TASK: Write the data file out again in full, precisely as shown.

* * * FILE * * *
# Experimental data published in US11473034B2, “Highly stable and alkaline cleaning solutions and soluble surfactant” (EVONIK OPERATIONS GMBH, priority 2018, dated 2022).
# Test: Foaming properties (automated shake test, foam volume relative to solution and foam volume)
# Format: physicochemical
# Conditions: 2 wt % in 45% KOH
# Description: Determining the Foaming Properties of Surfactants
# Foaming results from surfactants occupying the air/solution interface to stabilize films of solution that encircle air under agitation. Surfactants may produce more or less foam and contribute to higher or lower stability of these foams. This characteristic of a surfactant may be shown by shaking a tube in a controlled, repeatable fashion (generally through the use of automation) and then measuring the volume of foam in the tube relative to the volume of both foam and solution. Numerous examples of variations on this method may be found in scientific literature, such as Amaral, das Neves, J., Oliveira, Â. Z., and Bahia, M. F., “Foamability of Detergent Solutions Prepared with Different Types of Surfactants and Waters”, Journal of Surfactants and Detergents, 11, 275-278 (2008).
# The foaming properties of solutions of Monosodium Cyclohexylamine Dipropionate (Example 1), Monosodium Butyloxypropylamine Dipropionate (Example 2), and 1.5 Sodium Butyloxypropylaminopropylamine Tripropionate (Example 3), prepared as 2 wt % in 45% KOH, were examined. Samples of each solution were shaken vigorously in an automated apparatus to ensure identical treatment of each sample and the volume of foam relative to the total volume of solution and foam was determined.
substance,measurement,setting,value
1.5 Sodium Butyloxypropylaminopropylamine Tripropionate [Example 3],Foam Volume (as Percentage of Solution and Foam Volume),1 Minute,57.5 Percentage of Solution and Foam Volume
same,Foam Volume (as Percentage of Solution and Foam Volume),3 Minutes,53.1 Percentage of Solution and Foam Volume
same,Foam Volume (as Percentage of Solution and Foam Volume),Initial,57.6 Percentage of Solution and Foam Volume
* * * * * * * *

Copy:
# Experimental data published in US11473034B2, “Highly stable and alkaline cleaning solutions and soluble surfactant” (EVONIK OPERATIONS GMBH, priority 2018, dated 2022).
# Test: Foaming properties (automated shake test, foam volume relative to solution and foam volume)
# Format: physicochemical
# Conditions: 2 wt % in 45% KOH
# Description: Determining the Foaming Properties of Surfactants
# Foaming results from surfactants occupying the air/solution interface to stabilize films of solution that encircle air under agitation. Surfactants may produce more or less foam and contribute to higher or lower stability of these foams. This characteristic of a surfactant may be shown by shaking a tube in a controlled, repeatable fashion (generally through the use of automation) and then measuring the volume of foam in the tube relative to the volume of both foam and solution. Numerous examples of variations on this method may be found in scientific literature, such as Amaral, das Neves, J., Oliveira, Â. Z., and Bahia, M. F., “Foamability of Detergent Solutions Prepared with Different Types of Surfactants and Waters”, Journal of Surfactants and Detergents, 11, 275-278 (2008).
# The foaming properties of solutions of Monosodium Cyclohexylamine Dipropionate (Example 1), Monosodium Butyloxypropylamine Dipropionate (Example 2), and 1.5 Sodium Butyloxypropylaminopropylamine Tripropionate (Example 3), prepared as 2 wt % in 45% KOH, were examined. Samples of each solution were shaken vigorously in an automated apparatus to ensure identical treatment of each sample and the volume of foam relative to the total volume of solution and foam was determined.
substance,measurement,setting,value
1.5 Sodium Butyloxypropylaminopropylamine Tripropionate [Example 3],Foam Volume (as Percentage of Solution and Foam Volume),1 Minute,57.5 Percentage of Solution and Foam Volume
same,Foam Volume (as Percentage of Solution and Foam Volume),3 Minutes,53.1 Percentage of Solution and Foam Volume
same,Foam Volume (as Percentage of Solution and Foam Volume),Initial,57.6 Percentage of Solution and Foam Volume